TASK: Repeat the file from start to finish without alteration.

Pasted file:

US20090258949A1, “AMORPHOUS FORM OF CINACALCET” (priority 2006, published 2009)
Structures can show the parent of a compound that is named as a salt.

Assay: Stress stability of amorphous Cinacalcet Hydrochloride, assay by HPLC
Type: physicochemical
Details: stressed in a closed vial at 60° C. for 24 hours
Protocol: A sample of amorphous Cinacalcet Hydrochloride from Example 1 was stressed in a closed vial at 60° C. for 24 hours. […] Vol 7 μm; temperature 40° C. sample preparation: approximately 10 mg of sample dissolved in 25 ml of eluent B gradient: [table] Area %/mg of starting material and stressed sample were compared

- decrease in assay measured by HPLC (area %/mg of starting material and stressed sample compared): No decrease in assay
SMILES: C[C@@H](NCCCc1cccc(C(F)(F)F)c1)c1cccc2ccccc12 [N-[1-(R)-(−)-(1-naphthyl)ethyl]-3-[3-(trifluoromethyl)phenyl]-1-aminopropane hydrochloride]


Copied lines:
US20090258949A1, “AMORPHOUS FORM OF CINACALCET” (priority 2006, published 2009)
Structures can show the parent of a compound that is named as a salt.

Assay: Stress stability of amorphous Cinacalcet Hydrochloride, assay by HPLC
Type: physicochemical
Details: stressed in a closed vial at 60° C. for 24 hours
Protocol: A sample of amorphous Cinacalcet Hydrochloride from Example 1 was stressed in a closed vial at 60° C. for 24 hours. […] Vol 7 μm; temperature 40° C. sample preparation: approximately 10 mg of sample dissolved in 25 ml of eluent B gradient: [table] Area %/mg of starting material and stressed sample were compared

- decrease in assay measured by HPLC (area %/mg of starting material and stressed sample compared): No decrease in assay
SMILES: C[C@@H](NCCCc1cccc(C(F)(F)F)c1)c1cccc2ccccc12 [N-[1-(R)-(−)-(1-naphthyl)ethyl]-3-[3-(trifluoromethyl)phenyl]-1-aminopropane hydrochloride]